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Company, leaders mull wind turbines for local region; Firm considering Cass, Fulton, Miami and Kosciusko counties, official says  

Credit:  By Mitchell Kirk, Staff reporter | Pharos-Tribune | January 19, 2017 | www.pharostribune.com ~~

Wind turbines may be coming to Cass, Fulton, Kosciusko and Miami counties, according to a local official.

Cass County Commissioners President Jim Sailors said a company has expressed interest in raising the turbines throughout the four-county area. He said it was too early to disclose the name of the firm and did not know how many turbines it’s considering. The company is eyeing the northeastern part of Cass County for the project, he continued, adding lease agreements with landowners in that area have already been reached.

Sailors said he supports the idea for the financial impact he anticipates it would have.

“It broadens our tax base dramatically,” he said. “…These towers cost millions of dollars apiece, so if you’re taking taxes on things like that, just think what that does to your net assessed value and your tax base.”

Wind turbines also preserve farmground, Sailors added, explaining structures cannot be built too close to them.

There are 303 active wind turbines in neighboring White County that went up at least five years ago and plans are underway for 47 more, according to White County Commissioner Steve Burton.

One of the qualities Burton said he likes about wind turbines are their ability to increase assessed value without requiring a boost in tax-backed services.

“They’re self-supporting and don’t require a lot of attention,” he said.

Assessed value will continue to rise as the White County turbines’ tax abatements expire, he added.

Burton stressed every county is going to be different when it comes to producing wind energy, listing factors like population, topography and public sentiment.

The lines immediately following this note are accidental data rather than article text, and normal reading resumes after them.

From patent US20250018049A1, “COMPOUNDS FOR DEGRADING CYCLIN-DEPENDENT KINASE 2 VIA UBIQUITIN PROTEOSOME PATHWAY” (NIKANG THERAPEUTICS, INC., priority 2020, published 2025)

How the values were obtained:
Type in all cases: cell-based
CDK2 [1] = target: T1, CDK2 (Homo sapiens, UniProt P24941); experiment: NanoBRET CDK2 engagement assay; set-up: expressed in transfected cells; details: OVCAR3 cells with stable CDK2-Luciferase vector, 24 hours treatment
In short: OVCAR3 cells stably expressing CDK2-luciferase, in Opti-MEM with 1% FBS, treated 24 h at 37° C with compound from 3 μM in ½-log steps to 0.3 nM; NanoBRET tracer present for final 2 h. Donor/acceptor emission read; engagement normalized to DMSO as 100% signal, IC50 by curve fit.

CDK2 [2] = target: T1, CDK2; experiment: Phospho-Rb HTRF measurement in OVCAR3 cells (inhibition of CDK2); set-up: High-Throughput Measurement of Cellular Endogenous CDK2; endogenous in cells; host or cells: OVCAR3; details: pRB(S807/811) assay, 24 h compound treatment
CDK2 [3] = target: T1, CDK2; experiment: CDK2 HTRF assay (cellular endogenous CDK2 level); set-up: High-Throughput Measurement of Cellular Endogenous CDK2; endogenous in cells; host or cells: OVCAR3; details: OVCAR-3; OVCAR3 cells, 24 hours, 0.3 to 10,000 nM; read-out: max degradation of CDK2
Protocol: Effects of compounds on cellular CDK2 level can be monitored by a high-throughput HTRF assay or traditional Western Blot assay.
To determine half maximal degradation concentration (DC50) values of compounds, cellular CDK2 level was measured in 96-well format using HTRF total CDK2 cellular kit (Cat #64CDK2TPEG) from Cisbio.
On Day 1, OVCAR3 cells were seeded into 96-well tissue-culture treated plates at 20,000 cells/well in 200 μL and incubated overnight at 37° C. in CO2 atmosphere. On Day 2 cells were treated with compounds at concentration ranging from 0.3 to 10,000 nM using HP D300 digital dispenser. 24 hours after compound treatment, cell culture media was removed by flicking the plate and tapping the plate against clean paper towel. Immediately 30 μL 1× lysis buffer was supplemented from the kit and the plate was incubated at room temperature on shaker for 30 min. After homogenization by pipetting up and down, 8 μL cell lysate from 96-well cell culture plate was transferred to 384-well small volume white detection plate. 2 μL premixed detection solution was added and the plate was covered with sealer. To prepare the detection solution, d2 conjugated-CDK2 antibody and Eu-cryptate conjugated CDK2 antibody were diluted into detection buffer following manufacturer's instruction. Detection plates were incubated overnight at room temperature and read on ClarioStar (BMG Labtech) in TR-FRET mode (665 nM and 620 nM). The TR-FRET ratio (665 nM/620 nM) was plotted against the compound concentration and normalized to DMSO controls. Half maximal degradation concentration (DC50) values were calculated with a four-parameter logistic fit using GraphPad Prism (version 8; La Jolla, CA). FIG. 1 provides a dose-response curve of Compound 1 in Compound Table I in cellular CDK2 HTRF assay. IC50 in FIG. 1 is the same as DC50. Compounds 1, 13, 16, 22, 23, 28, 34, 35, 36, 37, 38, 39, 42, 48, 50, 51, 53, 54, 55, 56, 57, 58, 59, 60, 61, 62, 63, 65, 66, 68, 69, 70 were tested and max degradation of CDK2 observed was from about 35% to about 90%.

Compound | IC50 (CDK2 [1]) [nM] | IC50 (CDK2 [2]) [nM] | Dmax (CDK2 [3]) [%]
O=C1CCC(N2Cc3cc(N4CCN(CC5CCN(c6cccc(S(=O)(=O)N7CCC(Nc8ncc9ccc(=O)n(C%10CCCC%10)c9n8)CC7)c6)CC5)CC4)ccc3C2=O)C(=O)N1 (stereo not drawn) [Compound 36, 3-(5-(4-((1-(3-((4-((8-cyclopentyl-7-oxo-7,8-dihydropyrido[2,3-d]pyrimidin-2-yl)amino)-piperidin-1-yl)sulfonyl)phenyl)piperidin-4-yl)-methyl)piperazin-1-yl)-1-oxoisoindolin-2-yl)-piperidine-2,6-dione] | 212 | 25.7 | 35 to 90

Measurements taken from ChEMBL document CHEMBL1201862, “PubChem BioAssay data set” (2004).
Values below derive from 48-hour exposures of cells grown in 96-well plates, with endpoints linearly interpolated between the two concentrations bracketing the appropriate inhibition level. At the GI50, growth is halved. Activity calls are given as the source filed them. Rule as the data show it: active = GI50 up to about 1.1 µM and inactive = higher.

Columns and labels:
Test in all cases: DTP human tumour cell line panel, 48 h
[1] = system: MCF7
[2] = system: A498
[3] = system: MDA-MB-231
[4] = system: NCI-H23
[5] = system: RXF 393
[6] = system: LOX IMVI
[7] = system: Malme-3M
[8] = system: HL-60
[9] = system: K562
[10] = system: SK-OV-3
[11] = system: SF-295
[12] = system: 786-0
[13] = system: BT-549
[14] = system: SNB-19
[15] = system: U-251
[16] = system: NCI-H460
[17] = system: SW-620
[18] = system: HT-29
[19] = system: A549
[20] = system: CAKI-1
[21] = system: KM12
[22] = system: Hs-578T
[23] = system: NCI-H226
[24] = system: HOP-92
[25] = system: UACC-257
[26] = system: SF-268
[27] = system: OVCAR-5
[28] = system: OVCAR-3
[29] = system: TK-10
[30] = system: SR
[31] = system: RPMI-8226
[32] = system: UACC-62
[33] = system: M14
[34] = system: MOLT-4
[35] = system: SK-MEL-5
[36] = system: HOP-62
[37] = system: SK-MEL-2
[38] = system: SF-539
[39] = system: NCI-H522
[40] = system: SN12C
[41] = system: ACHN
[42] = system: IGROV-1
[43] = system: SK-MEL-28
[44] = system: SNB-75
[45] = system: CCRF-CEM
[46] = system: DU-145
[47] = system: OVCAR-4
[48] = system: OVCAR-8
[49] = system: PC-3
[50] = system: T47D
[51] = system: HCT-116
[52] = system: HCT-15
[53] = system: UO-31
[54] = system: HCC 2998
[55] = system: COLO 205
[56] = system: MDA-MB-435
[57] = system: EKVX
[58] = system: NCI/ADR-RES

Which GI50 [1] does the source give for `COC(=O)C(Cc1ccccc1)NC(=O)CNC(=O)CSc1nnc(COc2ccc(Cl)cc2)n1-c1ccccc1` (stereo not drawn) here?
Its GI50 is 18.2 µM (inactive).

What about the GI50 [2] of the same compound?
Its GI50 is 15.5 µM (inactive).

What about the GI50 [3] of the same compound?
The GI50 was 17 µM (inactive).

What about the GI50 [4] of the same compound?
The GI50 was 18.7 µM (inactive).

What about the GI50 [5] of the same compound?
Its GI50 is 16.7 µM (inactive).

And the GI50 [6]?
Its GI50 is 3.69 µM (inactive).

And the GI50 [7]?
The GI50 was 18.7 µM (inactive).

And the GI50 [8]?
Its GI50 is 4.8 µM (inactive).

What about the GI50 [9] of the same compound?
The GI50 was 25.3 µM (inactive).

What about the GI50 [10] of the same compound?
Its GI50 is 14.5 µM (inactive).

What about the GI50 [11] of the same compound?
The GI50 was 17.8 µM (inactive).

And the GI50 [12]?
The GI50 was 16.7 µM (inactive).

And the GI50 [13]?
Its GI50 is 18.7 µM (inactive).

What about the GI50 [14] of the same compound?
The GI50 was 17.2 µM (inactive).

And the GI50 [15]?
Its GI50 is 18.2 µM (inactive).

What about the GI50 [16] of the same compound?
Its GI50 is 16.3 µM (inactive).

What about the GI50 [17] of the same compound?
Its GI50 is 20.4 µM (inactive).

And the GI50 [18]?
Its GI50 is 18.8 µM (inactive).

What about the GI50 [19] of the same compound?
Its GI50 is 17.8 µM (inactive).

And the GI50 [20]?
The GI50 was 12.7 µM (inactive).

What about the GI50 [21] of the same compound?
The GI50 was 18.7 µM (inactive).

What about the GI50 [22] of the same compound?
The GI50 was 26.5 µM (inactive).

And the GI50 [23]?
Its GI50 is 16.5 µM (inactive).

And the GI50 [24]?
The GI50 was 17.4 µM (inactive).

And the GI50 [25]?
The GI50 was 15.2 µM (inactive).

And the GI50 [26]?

“You got to go through the process and have your public input,” he said. “…It’s not for everybody, it’s just worked really well for us.”

White County’s sparse population of about 24,000 and keeping the turbines in the county’s agricultural southwest corner and away from cities and towns contribute to the endeavor’s success, Burton said.

Not every county looks at the concept favorably, Burton said, pointing to opposition toward wind turbines in neighboring Tipton County.

Officials there beefed up the county’s wind ordinance last year to make it harder for energy companies to pursue such developments after many residents came out against a wind farm proposal.

When White County’s wind turbines were in their beginning stages, Burton said officials looked to regulations on the topic drafted in Benton County, which was already hosting wind energy operations. Now, Burton said officials from other counties being considered for wind farms are looking to White County’s rules for the same reason.

“Every county can set their own ordinances or rules,” he said. “…There is no one ordinance that’s going to make everybody happy.”

Source:  By Mitchell Kirk, Staff reporter | Pharos-Tribune | January 19, 2017 | www.pharostribune.com

This article is the work of the source indicated. Any opinions expressed in it are not necessarily those of National Wind Watch.

The copyright of this article resides with the author or publisher indicated. As part of its noncommercial effort to present the environmental, social, scientific, and economic issues of large-scale wind power development to a global audience seeking such information, National Wind Watch endeavors to observe “fair use” as provided for in section 107 of U.S. Copyright Law and similar “fair dealing” provisions of the copyright laws of other nations. Send requests to excerpt, general inquiries, and comments via e-mail.

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